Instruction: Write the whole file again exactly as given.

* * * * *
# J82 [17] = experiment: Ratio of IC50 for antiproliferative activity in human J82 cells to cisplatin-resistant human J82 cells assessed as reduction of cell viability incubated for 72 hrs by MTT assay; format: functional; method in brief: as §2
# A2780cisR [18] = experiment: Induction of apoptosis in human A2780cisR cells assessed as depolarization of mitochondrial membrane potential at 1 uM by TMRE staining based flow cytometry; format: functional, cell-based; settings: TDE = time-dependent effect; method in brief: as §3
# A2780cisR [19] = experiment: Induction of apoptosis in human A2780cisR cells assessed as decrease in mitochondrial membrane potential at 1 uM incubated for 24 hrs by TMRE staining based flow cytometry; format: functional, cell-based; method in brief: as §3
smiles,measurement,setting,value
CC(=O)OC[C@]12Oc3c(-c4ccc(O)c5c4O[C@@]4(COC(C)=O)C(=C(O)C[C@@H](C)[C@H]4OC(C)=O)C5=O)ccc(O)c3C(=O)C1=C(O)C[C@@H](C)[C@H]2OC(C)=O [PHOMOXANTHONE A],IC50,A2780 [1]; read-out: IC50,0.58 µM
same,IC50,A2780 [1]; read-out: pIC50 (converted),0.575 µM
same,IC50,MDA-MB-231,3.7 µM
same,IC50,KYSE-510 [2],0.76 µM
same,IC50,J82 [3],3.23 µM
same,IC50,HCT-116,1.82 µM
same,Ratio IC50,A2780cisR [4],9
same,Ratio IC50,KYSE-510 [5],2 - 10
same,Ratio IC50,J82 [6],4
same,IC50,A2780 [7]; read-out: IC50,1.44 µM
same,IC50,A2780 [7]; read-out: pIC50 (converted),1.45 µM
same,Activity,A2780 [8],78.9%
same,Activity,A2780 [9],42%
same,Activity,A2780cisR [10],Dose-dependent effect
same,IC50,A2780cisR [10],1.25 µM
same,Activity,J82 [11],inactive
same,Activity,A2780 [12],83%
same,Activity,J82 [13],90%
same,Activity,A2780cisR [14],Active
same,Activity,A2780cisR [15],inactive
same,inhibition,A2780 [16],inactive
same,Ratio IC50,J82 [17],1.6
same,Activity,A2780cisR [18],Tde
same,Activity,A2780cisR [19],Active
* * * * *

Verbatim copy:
# J82 [17] = experiment: Ratio of IC50 for antiproliferative activity in human J82 cells to cisplatin-resistant human J82 cells assessed as reduction of cell viability incubated for 72 hrs by MTT assay; format: functional; method in brief: as §2
# A2780cisR [18] = experiment: Induction of apoptosis in human A2780cisR cells assessed as depolarization of mitochondrial membrane potential at 1 uM by TMRE staining based flow cytometry; format: functional, cell-based; settings: TDE = time-dependent effect; method in brief: as §3
# A2780cisR [19] = experiment: Induction of apoptosis in human A2780cisR cells assessed as decrease in mitochondrial membrane potential at 1 uM incubated for 24 hrs by TMRE staining based flow cytometry; format: functional, cell-based; method in brief: as §3
smiles,measurement,setting,value
CC(=O)OC[C@]12Oc3c(-c4ccc(O)c5c4O[C@@]4(COC(C)=O)C(=C(O)C[C@@H](C)[C@H]4OC(C)=O)C5=O)ccc(O)c3C(=O)C1=C(O)C[C@@H](C)[C@H]2OC(C)=O [PHOMOXANTHONE A],IC50,A2780 [1]; read-out: IC50,0.58 µM
same,IC50,A2780 [1]; read-out: pIC50 (converted),0.575 µM
same,IC50,MDA-MB-231,3.7 µM
same,IC50,KYSE-510 [2],0.76 µM
same,IC50,J82 [3],3.23 µM
same,IC50,HCT-116,1.82 µM
same,Ratio IC50,A2780cisR [4],9
same,Ratio IC50,KYSE-510 [5],2 - 10
same,Ratio IC50,J82 [6],4
same,IC50,A2780 [7]; read-out: IC50,1.44 µM
same,IC50,A2780 [7]; read-out: pIC50 (converted),1.45 µM
same,Activity,A2780 [8],78.9%
same,Activity,A2780 [9],42%
same,Activity,A2780cisR [10],Dose-dependent effect
same,IC50,A2780cisR [10],1.25 µM
same,Activity,J82 [11],inactive
same,Activity,A2780 [12],83%
same,Activity,J82 [13],90%
same,Activity,A2780cisR [14],Active
same,Activity,A2780cisR [15],inactive
same,inhibition,A2780 [16],inactive
same,Ratio IC50,J82 [17],1.6
same,Activity,A2780cisR [18],Tde
same,Activity,A2780cisR [19],Active